The stress of multitasking

I’ve always had the belief that I’m good at multitasking and it’s something I used to take pride in, that’s until I looked at the research around multitasking and realised how perhaps it wasn’t the best solution to being more productive and less stressed.

Do you try to talk on the phone and read an email all at once? Or perhaps you have so much on that you find yourself switching frantically between tasks and not making enough progress with either of them.

Attention multitaskers, your brain may be in trouble.

When we are overwhelmed and overburdened with work, it’s tempting to try and tackle everything at once yet research suggests that this approach is likely to not only make you feel more stressed but also achieve less. Despite what we believe, one task at a time is actually best.

I know that we would all like to be able to handle multiple tasks at once and because of the pressure we work under, often we attempt this. Unfortunately though the human brain is not capable of concentrating on more than one complex task at a time and trying to solve too many problems at once is undoubtedly more stressful. Multitasking could actually damage our brains.

Research has shown that multitasking can cause harmful effects on our brains by three mechanisms. Firstly it increases the production of the stress hormone cortical which if maintained too high for too long can have many negative biological consequences for our bodies. Secondly it burns through the brain’s glucose at an accelerated rate which may leave you feeling low in energy and drained. Lastly it stimulates the release of the reward neurotransmitter Dopamine every time you encounter new information. This creates a similar feedback loop to addiction which drives us to keep seeking out increasing levels of new information and makes you less able to stay focused.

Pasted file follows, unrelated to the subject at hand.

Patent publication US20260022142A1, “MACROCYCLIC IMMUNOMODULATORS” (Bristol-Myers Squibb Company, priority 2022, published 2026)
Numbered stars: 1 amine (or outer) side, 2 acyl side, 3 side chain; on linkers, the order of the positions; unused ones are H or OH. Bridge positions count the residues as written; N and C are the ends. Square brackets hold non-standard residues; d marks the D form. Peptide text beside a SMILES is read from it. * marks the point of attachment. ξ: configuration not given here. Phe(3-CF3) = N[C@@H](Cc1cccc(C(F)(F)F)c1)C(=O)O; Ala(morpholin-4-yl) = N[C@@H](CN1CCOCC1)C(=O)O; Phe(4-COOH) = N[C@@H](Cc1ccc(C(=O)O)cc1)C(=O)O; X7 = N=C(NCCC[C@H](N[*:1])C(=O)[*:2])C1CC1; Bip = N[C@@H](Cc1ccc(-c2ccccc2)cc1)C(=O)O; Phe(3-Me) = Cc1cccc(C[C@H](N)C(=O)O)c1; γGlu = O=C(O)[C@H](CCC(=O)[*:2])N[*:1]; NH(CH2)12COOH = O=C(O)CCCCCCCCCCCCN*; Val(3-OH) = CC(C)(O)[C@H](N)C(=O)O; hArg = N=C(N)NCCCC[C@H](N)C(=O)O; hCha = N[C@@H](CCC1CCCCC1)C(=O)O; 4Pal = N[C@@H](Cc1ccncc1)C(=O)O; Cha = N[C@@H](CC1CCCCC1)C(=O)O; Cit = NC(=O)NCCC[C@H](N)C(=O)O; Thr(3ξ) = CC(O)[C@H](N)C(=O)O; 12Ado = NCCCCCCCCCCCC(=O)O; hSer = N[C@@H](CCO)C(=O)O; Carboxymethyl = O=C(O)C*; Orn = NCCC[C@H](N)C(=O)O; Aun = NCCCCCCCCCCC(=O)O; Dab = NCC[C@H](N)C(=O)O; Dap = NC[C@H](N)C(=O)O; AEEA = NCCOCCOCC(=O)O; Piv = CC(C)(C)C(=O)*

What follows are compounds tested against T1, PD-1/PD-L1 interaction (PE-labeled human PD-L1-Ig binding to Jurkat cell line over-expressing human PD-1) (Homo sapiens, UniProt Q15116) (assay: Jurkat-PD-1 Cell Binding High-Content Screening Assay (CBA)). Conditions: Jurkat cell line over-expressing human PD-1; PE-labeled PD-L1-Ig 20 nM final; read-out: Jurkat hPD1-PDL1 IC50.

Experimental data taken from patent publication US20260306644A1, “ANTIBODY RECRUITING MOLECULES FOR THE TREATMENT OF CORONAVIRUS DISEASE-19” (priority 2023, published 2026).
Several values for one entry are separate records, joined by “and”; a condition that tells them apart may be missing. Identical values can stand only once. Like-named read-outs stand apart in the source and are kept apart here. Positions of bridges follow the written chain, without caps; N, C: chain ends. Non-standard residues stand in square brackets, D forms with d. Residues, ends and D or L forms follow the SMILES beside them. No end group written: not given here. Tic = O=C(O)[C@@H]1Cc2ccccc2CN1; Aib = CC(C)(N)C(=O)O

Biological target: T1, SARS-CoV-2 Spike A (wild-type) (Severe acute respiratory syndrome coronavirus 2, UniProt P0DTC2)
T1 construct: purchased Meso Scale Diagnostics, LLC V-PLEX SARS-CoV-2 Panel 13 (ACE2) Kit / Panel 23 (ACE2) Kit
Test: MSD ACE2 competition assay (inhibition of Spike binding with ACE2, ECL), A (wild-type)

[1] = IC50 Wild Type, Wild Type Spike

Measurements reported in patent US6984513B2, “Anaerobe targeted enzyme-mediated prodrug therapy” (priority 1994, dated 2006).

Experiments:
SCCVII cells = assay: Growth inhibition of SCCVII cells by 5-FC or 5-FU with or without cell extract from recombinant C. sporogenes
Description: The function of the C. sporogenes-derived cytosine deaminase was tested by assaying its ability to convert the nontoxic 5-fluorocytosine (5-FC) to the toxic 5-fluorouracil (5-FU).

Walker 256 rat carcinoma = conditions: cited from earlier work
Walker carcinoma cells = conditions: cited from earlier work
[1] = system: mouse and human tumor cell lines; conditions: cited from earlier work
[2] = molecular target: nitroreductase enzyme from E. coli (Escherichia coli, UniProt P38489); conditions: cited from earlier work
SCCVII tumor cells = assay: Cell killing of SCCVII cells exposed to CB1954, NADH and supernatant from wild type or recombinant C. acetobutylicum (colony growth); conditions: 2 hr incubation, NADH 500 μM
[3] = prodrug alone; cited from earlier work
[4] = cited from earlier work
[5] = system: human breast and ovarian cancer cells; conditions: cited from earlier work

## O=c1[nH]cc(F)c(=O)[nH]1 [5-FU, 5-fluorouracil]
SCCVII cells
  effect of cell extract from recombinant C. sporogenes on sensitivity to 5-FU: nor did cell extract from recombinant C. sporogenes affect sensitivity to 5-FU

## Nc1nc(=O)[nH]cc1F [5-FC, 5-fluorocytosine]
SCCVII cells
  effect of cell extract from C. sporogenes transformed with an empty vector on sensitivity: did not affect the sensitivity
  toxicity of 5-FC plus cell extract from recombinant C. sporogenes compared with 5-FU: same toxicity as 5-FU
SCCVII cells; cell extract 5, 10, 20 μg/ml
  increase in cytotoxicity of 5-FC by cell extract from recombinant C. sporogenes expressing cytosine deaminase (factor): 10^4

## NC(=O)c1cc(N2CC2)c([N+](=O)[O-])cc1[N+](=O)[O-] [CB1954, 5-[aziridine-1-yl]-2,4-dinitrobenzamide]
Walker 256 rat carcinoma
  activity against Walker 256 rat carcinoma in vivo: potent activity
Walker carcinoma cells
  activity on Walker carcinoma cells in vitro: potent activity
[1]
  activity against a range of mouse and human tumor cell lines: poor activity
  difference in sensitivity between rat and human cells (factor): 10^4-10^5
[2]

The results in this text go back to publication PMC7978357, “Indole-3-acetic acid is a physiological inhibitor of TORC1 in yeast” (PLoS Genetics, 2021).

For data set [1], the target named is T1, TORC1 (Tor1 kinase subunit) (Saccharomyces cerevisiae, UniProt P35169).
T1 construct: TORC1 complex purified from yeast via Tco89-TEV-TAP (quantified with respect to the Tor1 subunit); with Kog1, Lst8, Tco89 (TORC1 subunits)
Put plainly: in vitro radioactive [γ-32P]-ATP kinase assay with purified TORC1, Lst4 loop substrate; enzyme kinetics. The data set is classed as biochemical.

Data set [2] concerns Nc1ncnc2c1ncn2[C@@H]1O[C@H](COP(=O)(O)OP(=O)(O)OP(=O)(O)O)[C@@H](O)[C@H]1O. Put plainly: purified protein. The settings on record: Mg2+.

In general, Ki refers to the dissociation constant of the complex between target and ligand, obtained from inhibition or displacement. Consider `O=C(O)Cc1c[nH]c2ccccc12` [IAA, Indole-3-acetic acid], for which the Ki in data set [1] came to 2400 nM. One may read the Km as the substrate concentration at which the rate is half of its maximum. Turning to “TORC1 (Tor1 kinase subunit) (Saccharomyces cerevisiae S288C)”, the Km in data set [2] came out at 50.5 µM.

So at a biological level, multitasking heightens stress and confusion and reduces your ability to be efficient. By multitasking and switching our attention rapidly from one task to another, we pay a big mental price.

A number of studies have looked into whether multitaskers have an edge and are able to exert superb control over what they think about and what they pay attention to but again and again, it’s been shown that actually one task at a time is best.

Research has suggested that:

  • Juggling multiple tasks makes subjects less productive and more prone to errors
  • Multitaskers consistently underperform compared to single taskers (one study showed people were 40% slower at problem solving when trying to multitask)
  • It temporarily reduces subjects IQ by as much as 15 points whilst increasing levels of self-reported stress by 40-100%

So when you have a lot to do, science suggests that picking one task at a time may help you to finish faster.

However there are very specific conditions where multitasking may be possible without having any negative consequences.

Mixing a mental task with a mindless one, those tasks you do on autopilot without thinking such as hanging out your washing whilst speaking to a friend on the phone. Because these use different regions of the brain, they are possible without creating stress within our brains.

Some people find tasks more stressful than other people because they require you to stay unnaturally still. Is this you? Some people need to keep moving! A study in the prestigious Lancet argues that doodling actually aids concentration and may alleviate stress by activating neural networks in the brain that promote cognition. Fidget widgets like stress balls may also be useful in stressful situations where there is boredom and indecision by helping the brain regulate the effects of stress.

I’m sorry to conclude that multitasking your way through life might not be the best approach. So save yourself and your brain the stress and perform better by tackling one task at a time.

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